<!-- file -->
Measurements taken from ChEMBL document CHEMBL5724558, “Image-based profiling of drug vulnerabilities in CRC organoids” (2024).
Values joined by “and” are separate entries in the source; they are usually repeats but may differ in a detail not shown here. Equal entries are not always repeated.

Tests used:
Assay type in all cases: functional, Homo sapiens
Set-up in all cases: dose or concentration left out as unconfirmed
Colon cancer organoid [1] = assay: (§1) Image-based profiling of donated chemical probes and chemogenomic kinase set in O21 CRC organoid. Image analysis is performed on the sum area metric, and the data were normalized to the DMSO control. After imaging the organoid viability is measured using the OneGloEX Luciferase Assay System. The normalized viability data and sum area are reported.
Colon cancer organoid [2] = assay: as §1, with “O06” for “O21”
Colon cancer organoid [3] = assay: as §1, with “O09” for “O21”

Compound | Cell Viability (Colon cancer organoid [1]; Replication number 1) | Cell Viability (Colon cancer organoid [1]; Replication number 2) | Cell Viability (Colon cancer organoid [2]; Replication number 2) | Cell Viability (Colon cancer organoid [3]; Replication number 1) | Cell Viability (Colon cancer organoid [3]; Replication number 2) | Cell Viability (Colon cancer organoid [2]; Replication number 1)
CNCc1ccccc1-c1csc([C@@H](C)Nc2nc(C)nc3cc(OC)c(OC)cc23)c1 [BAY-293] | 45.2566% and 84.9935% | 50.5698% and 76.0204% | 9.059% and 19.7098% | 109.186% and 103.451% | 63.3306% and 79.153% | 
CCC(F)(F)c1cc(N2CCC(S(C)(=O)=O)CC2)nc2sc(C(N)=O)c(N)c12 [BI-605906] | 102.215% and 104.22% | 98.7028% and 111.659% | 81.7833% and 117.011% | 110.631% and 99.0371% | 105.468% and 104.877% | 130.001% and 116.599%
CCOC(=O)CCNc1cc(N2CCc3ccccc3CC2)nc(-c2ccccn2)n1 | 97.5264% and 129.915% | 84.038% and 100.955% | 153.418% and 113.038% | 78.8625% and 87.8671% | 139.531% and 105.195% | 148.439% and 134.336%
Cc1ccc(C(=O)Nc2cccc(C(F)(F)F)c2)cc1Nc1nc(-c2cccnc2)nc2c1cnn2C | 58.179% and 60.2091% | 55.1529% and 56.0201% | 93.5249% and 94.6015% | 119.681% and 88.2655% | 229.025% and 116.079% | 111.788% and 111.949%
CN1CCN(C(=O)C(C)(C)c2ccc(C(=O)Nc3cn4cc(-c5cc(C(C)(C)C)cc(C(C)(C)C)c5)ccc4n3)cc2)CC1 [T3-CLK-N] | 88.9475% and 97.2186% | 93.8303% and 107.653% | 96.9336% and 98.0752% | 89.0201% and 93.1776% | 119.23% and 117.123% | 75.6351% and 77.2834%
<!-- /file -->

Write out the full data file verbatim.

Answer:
Measurements taken from ChEMBL document CHEMBL5724558, “Image-based profiling of drug vulnerabilities in CRC organoids” (2024).
Values joined by “and” are separate entries in the source; they are usually repeats but may differ in a detail not shown here. Equal entries are not always repeated.

Tests used:
Assay type in all cases: functional, Homo sapiens
Set-up in all cases: dose or concentration left out as unconfirmed
Colon cancer organoid [1] = assay: (§1) Image-based profiling of donated chemical probes and chemogenomic kinase set in O21 CRC organoid. Image analysis is performed on the sum area metric, and the data were normalized to the DMSO control. After imaging the organoid viability is measured using the OneGloEX Luciferase Assay System. The normalized viability data and sum area are reported.
Colon cancer organoid [2] = assay: as §1, with “O06” for “O21”
Colon cancer organoid [3] = assay: as §1, with “O09” for “O21”

Compound | Cell Viability (Colon cancer organoid [1]; Replication number 1) | Cell Viability (Colon cancer organoid [1]; Replication number 2) | Cell Viability (Colon cancer organoid [2]; Replication number 2) | Cell Viability (Colon cancer organoid [3]; Replication number 1) | Cell Viability (Colon cancer organoid [3]; Replication number 2) | Cell Viability (Colon cancer organoid [2]; Replication number 1)
CNCc1ccccc1-c1csc([C@@H](C)Nc2nc(C)nc3cc(OC)c(OC)cc23)c1 [BAY-293] | 45.2566% and 84.9935% | 50.5698% and 76.0204% | 9.059% and 19.7098% | 109.186% and 103.451% | 63.3306% and 79.153% | 
CCC(F)(F)c1cc(N2CCC(S(C)(=O)=O)CC2)nc2sc(C(N)=O)c(N)c12 [BI-605906] | 102.215% and 104.22% | 98.7028% and 111.659% | 81.7833% and 117.011% | 110.631% and 99.0371% | 105.468% and 104.877% | 130.001% and 116.599%
CCOC(=O)CCNc1cc(N2CCc3ccccc3CC2)nc(-c2ccccn2)n1 | 97.5264% and 129.915% | 84.038% and 100.955% | 153.418% and 113.038% | 78.8625% and 87.8671% | 139.531% and 105.195% | 148.439% and 134.336%
Cc1ccc(C(=O)Nc2cccc(C(F)(F)F)c2)cc1Nc1nc(-c2cccnc2)nc2c1cnn2C | 58.179% and 60.2091% | 55.1529% and 56.0201% | 93.5249% and 94.6015% | 119.681% and 88.2655% | 229.025% and 116.079% | 111.788% and 111.949%
CN1CCN(C(=O)C(C)(C)c2ccc(C(=O)Nc3cn4cc(-c5cc(C(C)(C)C)cc(C(C)(C)C)c5)ccc4n3)cc2)CC1 [T3-CLK-N] | 88.9475% and 97.2186% | 93.8303% and 107.653% | 96.9336% and 98.0752% | 89.0201% and 93.1776% | 119.23% and 117.123% | 75.6351% and 77.2834%